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In ActionScript 3.0 in Flash Professional CS5 Essential Training, Todd Perkins shows Flash designers how to incorporate ActionScript code into their projects and create interactive presentations and applications. The course includes a review of ActionScript language basics and the object-oriented programming (OOP) methodology, a tour of those Flash Professional CS5 features designed for developers, such as code hinting and the Code Snippets panel, and instructions on interacting with objects in the Library and placing code on the Timeline. Exercise files are included with the course.
Using the Flash CS5 cue point system, you can add ActionScript cue points to your FLV files. Remember, as we looked at earlier, when you select an FLV file, you can add cue points through the Properties panel. Remember that each cue point has a parameter called caption with a value that we're going to place inside of that text field. Let's go to the first keyframe of the actions layer and open up the Actions panel. At the bottom of all lines of code that say addEventListener, I'm going to add a new line and a new EventListener.
We'll add the EventListener to the FLVPlayback component. So flv_mc.addEventListener() and a semicolon. Now the event that we're going to listen for is the MetadataEvent.CUE_POINT event. Now you'll just have to remember this, because even though ActionScript cue points are embedded into a video's metadata, you are still going to treat them as if they are metadata in the code.
So Metadata, only a capital M, Event with a capital E, should turn blue .CUE_POINT all caps, and then a comma and a space. We'll run a function called cuePointReached. So above the toggleCaptions function, I'm going to define the cuePointReached function. Make sure it receives an event with a datatype of MetadataEvent :void, no return data, then some curly braces.
Now we are going to set the text of the text field inside of captions_mc. So it's captions_mc.caption_txt - that's a text field inside of the movie clip - .txt = evt.info. Notice in the code hinting area, info property is an object. That gives us the metadata. Inside of the metadata, there is another property called parameters.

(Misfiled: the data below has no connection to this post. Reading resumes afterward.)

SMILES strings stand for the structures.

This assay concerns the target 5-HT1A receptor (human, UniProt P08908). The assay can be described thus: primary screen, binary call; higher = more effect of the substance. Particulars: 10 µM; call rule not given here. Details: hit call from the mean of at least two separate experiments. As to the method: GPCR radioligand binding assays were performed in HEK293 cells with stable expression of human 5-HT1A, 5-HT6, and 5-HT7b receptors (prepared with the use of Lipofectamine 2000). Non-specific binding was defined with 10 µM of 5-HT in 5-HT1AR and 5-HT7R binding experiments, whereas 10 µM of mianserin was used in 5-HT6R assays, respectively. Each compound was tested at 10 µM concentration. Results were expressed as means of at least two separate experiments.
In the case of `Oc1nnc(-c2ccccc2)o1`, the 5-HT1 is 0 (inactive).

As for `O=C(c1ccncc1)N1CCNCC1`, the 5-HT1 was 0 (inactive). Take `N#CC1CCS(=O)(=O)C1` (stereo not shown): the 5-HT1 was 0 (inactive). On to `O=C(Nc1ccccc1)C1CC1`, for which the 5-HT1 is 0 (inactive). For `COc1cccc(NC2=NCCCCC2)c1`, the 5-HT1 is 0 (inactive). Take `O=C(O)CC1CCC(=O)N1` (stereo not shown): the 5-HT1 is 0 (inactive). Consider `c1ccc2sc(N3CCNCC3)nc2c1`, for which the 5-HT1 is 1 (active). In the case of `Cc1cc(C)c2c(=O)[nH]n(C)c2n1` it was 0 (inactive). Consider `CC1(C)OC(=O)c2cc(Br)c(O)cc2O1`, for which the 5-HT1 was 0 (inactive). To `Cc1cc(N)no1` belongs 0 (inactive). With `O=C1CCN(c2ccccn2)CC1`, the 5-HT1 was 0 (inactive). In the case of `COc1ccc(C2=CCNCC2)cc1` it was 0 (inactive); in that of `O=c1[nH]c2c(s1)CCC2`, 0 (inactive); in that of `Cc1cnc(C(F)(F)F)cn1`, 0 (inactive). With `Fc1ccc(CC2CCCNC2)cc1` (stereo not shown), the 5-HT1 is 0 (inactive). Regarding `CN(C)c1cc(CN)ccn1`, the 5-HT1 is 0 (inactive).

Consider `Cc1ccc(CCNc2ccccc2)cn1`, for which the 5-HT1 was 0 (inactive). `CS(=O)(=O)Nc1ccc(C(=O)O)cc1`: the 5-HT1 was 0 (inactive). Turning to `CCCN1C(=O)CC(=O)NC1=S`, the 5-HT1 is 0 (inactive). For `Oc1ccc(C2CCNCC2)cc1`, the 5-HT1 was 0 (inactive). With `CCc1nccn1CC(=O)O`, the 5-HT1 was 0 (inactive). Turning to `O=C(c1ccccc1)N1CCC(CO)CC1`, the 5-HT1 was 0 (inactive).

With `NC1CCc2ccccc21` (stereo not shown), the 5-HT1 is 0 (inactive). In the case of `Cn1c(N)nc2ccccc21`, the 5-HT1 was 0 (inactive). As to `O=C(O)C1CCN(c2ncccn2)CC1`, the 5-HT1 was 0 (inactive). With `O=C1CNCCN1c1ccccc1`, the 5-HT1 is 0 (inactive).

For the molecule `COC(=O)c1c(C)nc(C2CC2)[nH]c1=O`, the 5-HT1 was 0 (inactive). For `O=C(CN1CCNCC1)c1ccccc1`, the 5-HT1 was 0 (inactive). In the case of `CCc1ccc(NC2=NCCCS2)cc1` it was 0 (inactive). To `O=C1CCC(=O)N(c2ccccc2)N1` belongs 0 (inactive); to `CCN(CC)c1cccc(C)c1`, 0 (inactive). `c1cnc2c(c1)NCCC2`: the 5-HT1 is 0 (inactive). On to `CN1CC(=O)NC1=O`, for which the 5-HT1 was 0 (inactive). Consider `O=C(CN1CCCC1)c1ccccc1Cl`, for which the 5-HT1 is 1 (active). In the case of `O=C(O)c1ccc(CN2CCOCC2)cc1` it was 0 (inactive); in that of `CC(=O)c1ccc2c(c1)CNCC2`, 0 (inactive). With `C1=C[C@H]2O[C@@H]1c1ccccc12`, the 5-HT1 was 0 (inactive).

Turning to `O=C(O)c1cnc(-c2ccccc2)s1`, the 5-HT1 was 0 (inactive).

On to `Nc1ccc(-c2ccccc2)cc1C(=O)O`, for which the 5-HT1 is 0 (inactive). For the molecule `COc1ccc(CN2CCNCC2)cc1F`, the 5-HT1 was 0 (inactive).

So type .parameters. The code hinting looks a little bit weird right here, because the code hinting for the Object datatype is just these few things, because the Object datatype can hold any number of parameters that you can create whenever you want. So you can't get code hinting for the Object datatype. So after parameters, then we type the name of the parameter that we want to access, which is caption. So we type .caption. Type a semicolon. Now you should be able to test the movie, click the Play button, and watch the captions appear.
(Music playing.) Of course, if you want to, you can click the i button and show and hide the captions. If you continue on, everything will still work properly. (Music playing.) So once you've set up your cue points, you can use them for just about anything you want, including closed captions.
To use them, you listen for the MetadataEvent.CUE_POINT event. You can access the data through the info property. You can access the parameters through that object's parameters property.
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